Crypto miners are rewarded for processing transactions. All you need to be a miner is a rack of high-speed computers and access to electricity. Of course, a lot has been said about the latter: the consumption of energy needed to run the software and hardware on a large scale is astronomical in cost. In fact, some mining outfits are consuming the same amount of electricity as a small country. That’s why so many are based in the cold wastes of the Arctic Circle where lower temperatures keep the machines cooler and therefore reduce energy consumption.
When mining started, people could do it on machines at home, but that didn’t last long. The potential to make big bucks meant that competition increased and miners purchased massively powerful computers while scaling up their operations to remain profitable.
Then bitcoin crashed and this reduced the ability of miners to make a profit, and legal crypto mining using electricity at market rates is now becoming increasingly unfeasible, even in those places like Iceland.
Mining can still be profitable
But there are still opportunities for profitable mining. One way is to find subsidised electricity. For example, In Washington State, hydroelectric power generates far more energy than locals can consume, thus attracting a booming business in crypto mining. Instead of exporting it to other states, miners could buy it. This is a legal model. The other forms of profitable mining are certainly not.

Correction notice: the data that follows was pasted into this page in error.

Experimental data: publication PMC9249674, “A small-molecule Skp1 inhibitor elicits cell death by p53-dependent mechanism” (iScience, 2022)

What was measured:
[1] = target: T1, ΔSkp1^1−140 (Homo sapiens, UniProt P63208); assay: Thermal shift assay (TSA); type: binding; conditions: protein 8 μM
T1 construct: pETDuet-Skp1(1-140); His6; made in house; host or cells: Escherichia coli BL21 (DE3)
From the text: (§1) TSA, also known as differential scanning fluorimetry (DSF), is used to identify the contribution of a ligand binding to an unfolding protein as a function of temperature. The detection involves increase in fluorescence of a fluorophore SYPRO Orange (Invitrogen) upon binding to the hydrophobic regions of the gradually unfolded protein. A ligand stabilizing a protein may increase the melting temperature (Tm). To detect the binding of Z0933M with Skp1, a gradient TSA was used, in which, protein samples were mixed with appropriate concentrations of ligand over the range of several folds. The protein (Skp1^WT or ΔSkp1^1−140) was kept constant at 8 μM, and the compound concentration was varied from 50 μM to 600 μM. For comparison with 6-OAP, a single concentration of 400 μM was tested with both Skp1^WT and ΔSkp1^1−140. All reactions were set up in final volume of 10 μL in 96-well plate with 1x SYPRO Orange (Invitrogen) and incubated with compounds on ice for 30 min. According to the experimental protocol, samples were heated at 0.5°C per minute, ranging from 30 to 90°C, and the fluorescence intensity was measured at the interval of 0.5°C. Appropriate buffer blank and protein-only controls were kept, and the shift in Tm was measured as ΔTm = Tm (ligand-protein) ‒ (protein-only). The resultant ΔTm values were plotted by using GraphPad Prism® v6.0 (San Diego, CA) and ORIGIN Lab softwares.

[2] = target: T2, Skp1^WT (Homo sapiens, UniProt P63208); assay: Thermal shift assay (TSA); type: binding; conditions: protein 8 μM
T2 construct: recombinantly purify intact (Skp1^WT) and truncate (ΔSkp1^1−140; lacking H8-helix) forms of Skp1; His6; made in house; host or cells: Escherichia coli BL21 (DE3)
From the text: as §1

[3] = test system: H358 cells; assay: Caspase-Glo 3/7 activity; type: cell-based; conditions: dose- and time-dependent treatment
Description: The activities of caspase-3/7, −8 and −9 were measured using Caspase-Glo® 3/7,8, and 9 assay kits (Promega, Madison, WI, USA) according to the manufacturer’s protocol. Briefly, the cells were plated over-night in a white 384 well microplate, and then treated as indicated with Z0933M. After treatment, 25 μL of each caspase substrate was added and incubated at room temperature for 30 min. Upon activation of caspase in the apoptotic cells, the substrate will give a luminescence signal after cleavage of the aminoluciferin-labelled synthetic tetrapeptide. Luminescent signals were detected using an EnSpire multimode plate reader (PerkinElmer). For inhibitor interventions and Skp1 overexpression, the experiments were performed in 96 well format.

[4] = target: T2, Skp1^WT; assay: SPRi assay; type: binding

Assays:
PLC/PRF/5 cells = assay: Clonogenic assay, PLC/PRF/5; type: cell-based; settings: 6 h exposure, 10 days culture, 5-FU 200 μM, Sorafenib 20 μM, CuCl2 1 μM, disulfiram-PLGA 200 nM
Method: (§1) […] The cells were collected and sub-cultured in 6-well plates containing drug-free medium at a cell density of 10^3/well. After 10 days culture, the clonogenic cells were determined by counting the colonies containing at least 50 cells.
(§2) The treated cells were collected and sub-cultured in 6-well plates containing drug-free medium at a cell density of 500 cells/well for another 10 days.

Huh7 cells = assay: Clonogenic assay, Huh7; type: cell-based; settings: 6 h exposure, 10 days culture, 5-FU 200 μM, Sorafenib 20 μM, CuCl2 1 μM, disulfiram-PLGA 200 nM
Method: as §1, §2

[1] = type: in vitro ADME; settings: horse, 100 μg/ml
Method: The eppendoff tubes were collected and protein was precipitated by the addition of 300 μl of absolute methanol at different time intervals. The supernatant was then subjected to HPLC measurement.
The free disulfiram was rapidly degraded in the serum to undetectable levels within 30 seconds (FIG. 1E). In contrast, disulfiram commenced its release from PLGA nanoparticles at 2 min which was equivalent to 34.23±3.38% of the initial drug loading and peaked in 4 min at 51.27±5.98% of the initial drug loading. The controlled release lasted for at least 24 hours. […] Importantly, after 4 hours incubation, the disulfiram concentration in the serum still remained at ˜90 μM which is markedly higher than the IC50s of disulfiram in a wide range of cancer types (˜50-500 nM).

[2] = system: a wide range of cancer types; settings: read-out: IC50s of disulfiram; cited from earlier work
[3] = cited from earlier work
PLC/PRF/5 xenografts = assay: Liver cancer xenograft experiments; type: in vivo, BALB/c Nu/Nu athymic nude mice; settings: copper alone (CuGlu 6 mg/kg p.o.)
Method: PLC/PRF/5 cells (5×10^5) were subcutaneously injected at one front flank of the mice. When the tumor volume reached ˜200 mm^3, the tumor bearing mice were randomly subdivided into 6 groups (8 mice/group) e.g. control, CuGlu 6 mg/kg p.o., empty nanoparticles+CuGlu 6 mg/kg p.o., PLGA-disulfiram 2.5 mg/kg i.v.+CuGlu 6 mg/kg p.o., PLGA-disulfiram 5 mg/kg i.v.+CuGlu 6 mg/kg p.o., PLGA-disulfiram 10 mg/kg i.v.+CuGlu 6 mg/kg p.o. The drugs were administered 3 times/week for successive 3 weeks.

The first of the illegal mining options is to steal electricity. That is what used to happen in the early days, but energy companies have got wise to that and there have been some prosecutions for theft in China and the USA.
Another mining model is cryptojacking. This has outperformed ransomware as a form of obtaining crypto. How does it work? A hacker introduces crypto mining software onto a target victim’s computer without their knowledge, thus generating crypto for the hacker while stealing processor cycles and electricity from the victim.
And there we have the current crypto mining scenario. As Jason Bloomberg writes at Forbes: “For all the crypto fanatics out there, therefore, there is a reason to take heart — there’s no way crypto values will ever drop far enough for mining to cease. Organized crime wouldn’t let that happen.”